Ron Paul’s campaign has claimed that it has the bulk of support from military service personnel, more than all the other candidates combined, according to some sources. If true, that would represent a significant achievement for Ron Paul in terms of actual, financial support, not to mention the symbolic significance of having the largest cohort of military members supporting your non-interventionist foreign policy positions. You’ll forgive me, then, if I say it sounds too good to be true.
So, I took some time to analyze Ron Paul’s contribution statistics to see if the claim would stand up under scrutiny. After all, if the majority of the military is in the tank with Ron Paul, I’d like to know that going into the upcoming election season. What I found is revealing. I don’t want to give away the conclusion just yet, but I will say there is certainly a pattern that has emerged in the race for the Presidency that orbits Ron Paul’s campaign. I’ll explain shortly.
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Jason Chaffetz kicked off the next phase of his campaign today. Jennifer Scott, Chaffetz’s Campaign Manager, said today that they are kicking off “the biggest grass roots effort in the history of [Utah's] Third District.”
The campaign plans to take advantage of new technologies to help distribute news and information, similar to the methods used by Ron Paul and Mitt Romney in their respective bids for the Presidency. Ron Paul has demonstrated that such a movement can be powerful. He remains in the race despite insurmountable odds largely because of the support he gets from his on-line efforts.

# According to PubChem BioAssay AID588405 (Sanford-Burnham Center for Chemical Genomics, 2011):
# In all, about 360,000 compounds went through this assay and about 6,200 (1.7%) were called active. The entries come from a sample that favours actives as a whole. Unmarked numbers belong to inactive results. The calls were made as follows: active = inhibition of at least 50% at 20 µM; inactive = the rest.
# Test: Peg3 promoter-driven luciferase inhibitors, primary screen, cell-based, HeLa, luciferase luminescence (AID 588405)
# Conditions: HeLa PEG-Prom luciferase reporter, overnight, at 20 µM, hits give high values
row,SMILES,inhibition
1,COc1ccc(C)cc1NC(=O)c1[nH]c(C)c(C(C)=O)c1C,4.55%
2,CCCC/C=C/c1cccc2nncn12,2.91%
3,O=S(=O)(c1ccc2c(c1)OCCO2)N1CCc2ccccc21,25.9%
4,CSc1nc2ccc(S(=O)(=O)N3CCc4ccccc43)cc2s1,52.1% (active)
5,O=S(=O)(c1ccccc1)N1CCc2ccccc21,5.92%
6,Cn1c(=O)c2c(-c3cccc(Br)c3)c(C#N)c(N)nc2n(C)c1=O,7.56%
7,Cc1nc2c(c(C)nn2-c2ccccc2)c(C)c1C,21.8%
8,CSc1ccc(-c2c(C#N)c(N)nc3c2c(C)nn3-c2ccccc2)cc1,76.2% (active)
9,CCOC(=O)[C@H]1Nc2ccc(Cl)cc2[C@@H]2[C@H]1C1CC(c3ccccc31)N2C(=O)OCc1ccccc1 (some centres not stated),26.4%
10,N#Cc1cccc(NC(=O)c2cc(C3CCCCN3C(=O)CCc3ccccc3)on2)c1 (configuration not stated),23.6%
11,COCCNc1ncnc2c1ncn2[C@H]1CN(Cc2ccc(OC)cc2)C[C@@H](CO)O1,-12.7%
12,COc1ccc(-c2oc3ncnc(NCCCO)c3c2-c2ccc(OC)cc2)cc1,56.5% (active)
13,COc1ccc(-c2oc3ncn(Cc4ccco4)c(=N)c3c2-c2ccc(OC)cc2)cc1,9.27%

Jason has an uphill battle on his hands as he faces Chris Cannon in the June 24th primary. Cannon isn’t going down easily; he has the advantages of name recognition, federal monies reserved for incumbents, and the infamous legacy of John McCain–the McCain-Feingold Act, which places restrictions on advertising for candidates by supporters in the month previous to an election. But those restrictions don’t apply to the media, so any media coverage Cannon can get is basically unrestricted advertising.
But Jason is not to be underestimated. He pulled off a stunning upset at the convention, and I’m betting that the mood for change is contagious; people want to see new faces and new ideas in Congress, and have demonstrated quite forcefully already that they are tired of Republicans acting like Liberal Democrats.
Chris Cannon says we shouldn’t change the status quo when it’s working so well for Utah. He has earned the respect of the movers and shakers in Washington D.C., and it would be foolish to give that up. From my personal perspective, the fact that Mr. Cannon claims to have the respect of Washington insiders speaks volumes. I mean, what does it say when some of the most corrupt, crooked politicians in the country respect you? Ultimately, it is the respect of the people, not of Washington politicians that Cannon should be seeking. That seems to be one of many differences between Jason Chaffetz and Chris Cannon. Please tell your friends about Jason Chaffetz.